Accelerated degrees have a rep of being extremely difficult.....i had that in mind but somehow didnt follow through. In addition some are very pricey but i guess they would be worth it considering i may need to get a bsn eventually. I'll look around but i think most schools closed their applications.

yedwards42, BSN, MSN

Specializes in Maternal Newborn. Has 7 years experience.

Hi ~ I think nursing school will be difficult - no matter if accelerated or not. Of course, the accelerated version "kicks it up a notch" in a shorter time frame. I'd research schools (very reputable ones) that have accelerated programs. The cost may be high, though having a degree and experience from a well recognized school may get you farther ahead in the competitive world of nursing.

ok so i think the best route is to take an accelerated bsn program since i have a bachlors in bio...the problem is most schools have closed their apps for the fall....i have an idea but it seems kinda crazy let me know what you think. I'm acceptted to an Asn program so i'll do that in the fall and spring. In the summer a bsn program opens at another school so i may try to apply and get in. If i get in, hopefully they accept some credits from the asn. If not, i'll just retake them. If i do not get accepted into the bsn program, i'll stay with the asn. Does this plan seem reasonable? Any other ideas?

Thanks

Fireman767

Specializes in Oncology, Critical Care. Has 1 years experience.

I would strongly check with the BSN about transfering credits. Most often, the credits will not transfer because they are two different types of programs. In addition, if they did take your credits, you would have a gap of about 7 months where you would be not taking classes because there would be a gap. ABSN programs are good if you can get in, but since you will be about a year before even starting, the ADN your already in might be a good idea to consider. It wont take 1 year to complete like the ABSN, but the difference is you wont wait almost a full year to start.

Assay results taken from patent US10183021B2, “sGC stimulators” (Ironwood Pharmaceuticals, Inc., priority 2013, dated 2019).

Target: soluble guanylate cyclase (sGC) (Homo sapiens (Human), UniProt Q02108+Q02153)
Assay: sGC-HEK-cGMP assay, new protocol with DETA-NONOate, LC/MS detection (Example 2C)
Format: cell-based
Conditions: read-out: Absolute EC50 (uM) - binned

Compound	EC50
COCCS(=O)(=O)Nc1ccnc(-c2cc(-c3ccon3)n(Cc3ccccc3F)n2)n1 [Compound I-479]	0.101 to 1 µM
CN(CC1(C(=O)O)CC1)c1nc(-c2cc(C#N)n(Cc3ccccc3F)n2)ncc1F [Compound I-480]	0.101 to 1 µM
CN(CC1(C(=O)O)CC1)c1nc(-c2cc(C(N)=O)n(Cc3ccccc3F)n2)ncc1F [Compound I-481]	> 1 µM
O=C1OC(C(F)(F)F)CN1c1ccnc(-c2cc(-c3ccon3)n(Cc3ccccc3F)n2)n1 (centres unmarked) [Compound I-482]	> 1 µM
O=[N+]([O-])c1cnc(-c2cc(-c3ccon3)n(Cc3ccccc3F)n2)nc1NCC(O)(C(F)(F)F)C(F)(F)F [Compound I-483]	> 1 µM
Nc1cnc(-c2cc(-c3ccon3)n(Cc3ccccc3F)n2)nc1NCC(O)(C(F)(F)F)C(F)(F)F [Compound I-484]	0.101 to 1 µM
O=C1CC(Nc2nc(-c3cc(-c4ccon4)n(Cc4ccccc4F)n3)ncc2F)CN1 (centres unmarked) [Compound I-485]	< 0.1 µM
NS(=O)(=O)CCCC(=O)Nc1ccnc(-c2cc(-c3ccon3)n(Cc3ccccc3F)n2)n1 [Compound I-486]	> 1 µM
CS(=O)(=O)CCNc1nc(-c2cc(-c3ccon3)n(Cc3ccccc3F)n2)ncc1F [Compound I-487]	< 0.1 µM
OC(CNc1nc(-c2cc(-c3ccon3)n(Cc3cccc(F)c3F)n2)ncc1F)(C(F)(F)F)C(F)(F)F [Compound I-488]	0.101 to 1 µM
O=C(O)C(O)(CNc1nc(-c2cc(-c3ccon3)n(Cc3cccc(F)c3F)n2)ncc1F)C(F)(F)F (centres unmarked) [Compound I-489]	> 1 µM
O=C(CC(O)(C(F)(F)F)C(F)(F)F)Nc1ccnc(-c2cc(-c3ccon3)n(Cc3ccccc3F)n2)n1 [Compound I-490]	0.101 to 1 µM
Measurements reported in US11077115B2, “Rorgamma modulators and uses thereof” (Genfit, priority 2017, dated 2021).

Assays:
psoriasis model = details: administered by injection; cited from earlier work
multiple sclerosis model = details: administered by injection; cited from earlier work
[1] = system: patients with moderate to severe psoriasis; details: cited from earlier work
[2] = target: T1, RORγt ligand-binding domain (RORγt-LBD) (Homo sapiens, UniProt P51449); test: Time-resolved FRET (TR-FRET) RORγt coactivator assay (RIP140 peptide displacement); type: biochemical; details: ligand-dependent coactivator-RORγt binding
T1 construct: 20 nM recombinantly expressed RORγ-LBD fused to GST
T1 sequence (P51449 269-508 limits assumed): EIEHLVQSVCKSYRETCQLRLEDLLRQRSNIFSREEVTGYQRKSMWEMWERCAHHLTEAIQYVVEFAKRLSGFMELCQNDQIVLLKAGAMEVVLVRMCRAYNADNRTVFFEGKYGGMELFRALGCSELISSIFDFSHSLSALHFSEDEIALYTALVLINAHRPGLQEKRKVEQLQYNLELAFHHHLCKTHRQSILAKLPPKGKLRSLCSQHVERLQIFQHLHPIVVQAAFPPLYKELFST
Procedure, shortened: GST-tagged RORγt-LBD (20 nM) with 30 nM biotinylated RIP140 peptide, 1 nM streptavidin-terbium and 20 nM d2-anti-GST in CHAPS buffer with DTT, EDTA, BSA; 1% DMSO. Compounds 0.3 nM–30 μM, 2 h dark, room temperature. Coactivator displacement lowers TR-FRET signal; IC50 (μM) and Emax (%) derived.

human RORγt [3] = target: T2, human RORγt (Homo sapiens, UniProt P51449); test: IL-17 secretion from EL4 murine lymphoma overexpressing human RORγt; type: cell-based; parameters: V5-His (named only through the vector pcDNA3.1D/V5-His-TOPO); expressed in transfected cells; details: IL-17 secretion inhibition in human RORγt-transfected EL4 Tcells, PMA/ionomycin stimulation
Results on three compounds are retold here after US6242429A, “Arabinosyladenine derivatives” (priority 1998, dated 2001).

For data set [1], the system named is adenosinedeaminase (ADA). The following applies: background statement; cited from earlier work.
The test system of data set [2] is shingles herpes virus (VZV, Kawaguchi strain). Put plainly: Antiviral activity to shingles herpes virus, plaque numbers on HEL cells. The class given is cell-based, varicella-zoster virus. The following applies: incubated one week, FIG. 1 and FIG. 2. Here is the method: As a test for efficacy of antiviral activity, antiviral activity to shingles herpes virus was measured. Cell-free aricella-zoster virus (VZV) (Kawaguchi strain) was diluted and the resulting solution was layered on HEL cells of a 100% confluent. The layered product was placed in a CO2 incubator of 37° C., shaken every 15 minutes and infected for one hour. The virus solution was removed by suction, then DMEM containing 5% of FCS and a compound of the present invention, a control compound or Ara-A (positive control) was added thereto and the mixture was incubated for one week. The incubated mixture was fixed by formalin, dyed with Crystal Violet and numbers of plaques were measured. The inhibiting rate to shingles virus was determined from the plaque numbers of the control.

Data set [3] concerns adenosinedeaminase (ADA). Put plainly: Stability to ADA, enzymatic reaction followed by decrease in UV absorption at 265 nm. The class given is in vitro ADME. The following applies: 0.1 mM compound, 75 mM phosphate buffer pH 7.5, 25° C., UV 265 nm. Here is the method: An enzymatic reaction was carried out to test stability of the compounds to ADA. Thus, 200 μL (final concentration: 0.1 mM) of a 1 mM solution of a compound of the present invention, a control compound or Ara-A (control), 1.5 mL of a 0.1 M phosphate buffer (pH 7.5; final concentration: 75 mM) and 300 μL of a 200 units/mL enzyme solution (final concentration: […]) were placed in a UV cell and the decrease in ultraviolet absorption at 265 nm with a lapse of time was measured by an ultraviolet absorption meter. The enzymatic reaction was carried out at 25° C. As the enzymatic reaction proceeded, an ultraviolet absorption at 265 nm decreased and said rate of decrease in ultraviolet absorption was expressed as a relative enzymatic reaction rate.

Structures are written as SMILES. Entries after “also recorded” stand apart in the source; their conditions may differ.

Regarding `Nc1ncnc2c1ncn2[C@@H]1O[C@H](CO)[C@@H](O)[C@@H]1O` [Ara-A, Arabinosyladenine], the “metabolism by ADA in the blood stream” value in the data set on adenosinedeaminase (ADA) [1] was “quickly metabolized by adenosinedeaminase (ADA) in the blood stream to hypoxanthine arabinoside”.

zoe92

Has 2 years experience.

Nope, dont do it. Transferring classes can be very difficult & may not happen. Even if credits transfer, you may be in a specific cohort so you would not really be able to "get ahead", since ABSN make you take +3 classes/semester.

I say just wait until the next ABSN deadline (some have spring options & many have summer options too) OR just do a whole associates degree.

Be patient, young grass hopper. What is the hurry?

Well i want to be able to have a job after getting a degree. If i can't get one with an ASN, i'll be somewhat forced to go back and get a BSN (hence what i'm considering now).

Esme12, ASN, BSN, RN

Specializes in Critical Care, ED, Cath lab, CTPAC,Trauma. Has 41 years experience.

The trend is towards BSN only. The job market is tight like every other job market.......and in some areas of the country, like California, unemployment amongst new grads is 47%. You can do your ASN and do a BSN bridge. Your credits will most likely not transfer becasue schools want the money spent at their school. Since you have a Bachelors in BIO have you also looked into direct entry Masters?

MrsStudentNurse

Has 5 years experience.

What's your goal? Be an RN and stop there? If so, I'd stay with the asn then bridge. If you want to ne advanced it may be wiser to go absn.